1. How to Meditate with Great Confidence and Wisdom
On April 16, 2013 at Padma Samye Ling during the One Month Dzogchen Retreat on Mipham Rinpoche’s Vajra Heart, Khenpo Tsewang Dongyal Rinpoche taught essential practice instructions that we need to remember as meditators and Dzogchen practitioners. Khenpo Rinpoche’s translation and commentary on Mipham Rinpoche’s text gives us exact advice on how to practice to gain complete enlightenment. Khenpo Rinpoche’s personal commentary begins at 2:40. Enjoy this exceptional treasure!!!
As well as . . .
2. Dzogchen Pointing Out Instructions by Khenpo Tsewang Rinpoche
On March 26, 2013 at Padma Samye Ling during the One Month Dzogchen Retreat on Mipham Rinpoche’s Vajra Heart, Venerable Khenpo Tsewang Dongyal Rinpoche gave pointing out instructions on how to bring everything together in our Dzogchen meditation.
The topics discussed include:
1. When we begin Vajrayana practice and “open the mandala,” what are we opening to?
2. What should we do about the negative karma we previously created?
3. Is it a mistake to look at a teacher as a buddha if (s)he is not a buddha?
4. Five Dhyani Buddha Families
5. How to not be attached to this life?
6. How to calm an incredibly over-active mind?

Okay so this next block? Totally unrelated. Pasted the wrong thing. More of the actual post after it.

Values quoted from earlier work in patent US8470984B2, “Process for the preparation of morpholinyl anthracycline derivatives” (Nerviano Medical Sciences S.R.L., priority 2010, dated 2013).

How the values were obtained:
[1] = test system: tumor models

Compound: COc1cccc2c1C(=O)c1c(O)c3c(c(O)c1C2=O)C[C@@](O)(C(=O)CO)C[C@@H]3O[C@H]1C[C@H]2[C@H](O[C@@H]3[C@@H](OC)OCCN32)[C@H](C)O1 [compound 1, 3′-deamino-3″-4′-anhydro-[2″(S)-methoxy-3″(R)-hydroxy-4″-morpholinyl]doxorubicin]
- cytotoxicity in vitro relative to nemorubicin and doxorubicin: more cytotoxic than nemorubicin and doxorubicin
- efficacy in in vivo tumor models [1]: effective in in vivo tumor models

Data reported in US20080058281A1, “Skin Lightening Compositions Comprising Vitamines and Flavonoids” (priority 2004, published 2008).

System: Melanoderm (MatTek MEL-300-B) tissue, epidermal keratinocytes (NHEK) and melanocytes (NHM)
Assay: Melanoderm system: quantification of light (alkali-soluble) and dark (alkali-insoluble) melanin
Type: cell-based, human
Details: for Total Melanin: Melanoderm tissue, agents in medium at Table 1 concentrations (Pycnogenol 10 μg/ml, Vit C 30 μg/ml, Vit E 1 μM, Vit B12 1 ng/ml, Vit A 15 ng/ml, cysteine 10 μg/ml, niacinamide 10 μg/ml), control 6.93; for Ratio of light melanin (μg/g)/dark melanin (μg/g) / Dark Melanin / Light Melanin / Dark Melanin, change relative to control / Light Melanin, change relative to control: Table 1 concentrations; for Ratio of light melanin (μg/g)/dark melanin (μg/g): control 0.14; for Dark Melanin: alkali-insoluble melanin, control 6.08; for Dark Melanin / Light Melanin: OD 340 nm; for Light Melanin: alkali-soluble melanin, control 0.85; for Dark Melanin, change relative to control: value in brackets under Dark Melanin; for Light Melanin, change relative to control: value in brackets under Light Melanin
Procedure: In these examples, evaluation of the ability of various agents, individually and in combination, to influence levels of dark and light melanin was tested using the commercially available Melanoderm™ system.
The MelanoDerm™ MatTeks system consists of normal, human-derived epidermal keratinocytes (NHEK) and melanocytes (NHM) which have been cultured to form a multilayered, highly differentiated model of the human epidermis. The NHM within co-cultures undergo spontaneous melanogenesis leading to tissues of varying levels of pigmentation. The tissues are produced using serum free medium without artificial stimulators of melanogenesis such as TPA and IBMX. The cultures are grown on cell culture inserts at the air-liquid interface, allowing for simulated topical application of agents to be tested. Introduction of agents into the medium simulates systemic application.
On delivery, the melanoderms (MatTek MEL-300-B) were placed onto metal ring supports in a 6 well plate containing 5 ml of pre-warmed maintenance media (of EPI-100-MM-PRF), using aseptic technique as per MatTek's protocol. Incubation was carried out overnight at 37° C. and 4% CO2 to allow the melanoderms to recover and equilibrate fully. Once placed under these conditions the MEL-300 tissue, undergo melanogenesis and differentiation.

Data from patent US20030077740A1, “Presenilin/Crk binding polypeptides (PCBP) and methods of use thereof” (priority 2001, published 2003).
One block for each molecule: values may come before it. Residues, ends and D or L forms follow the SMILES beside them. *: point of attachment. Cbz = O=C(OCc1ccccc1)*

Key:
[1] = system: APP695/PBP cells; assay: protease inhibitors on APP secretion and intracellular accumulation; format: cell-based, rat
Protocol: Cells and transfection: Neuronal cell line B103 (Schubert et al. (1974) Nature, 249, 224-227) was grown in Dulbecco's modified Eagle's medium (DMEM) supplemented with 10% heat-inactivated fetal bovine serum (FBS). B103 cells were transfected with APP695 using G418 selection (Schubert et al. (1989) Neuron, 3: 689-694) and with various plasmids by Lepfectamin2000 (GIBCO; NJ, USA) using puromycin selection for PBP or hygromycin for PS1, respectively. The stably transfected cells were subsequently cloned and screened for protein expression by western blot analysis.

7. What are the benefits of practicing together as a Sangha?
8. Primordial purity and spontaneous presence
9. What role does desire play on the path to enlightenment?
10. Good energy of the Sangha
Palm Beach Dharma Center
March 10, 2019
“If we think about our conceptions, they are not stable or something we can rely on. They are not firm because they are dualistic, and duality is deluded. Therefore our conceptions are not perfect. For example, in the early part of our liveswemayhavebelievedinsomething100%,thinking that it was perfect.Yet later in life we might completely refute this and adopt the opposite idea. So what happened? Who created that? Who made that? It was none other than our mind. Deluded mind is not reliable. If we think something is 100% beautiful,and then change our mind 100% the other way, it is not real. Every creation and division comes from our deluded, unreliable mind.
The Dzogchen and Vajrayana teachings say that the first thing practitioners must realize is that all appearances and everything they hear and think is their mind. This does not mean that we have to think that this tree is our mind, this stone is our mind, or this building is our mind. At this time, just think that the perceptions of the tree are our mind, the perceptions of the stone are our mind, and the perceptions of the building are our mind. Similarly, the perceptions of happiness are our mind, and the perceptions of suffering are our mind.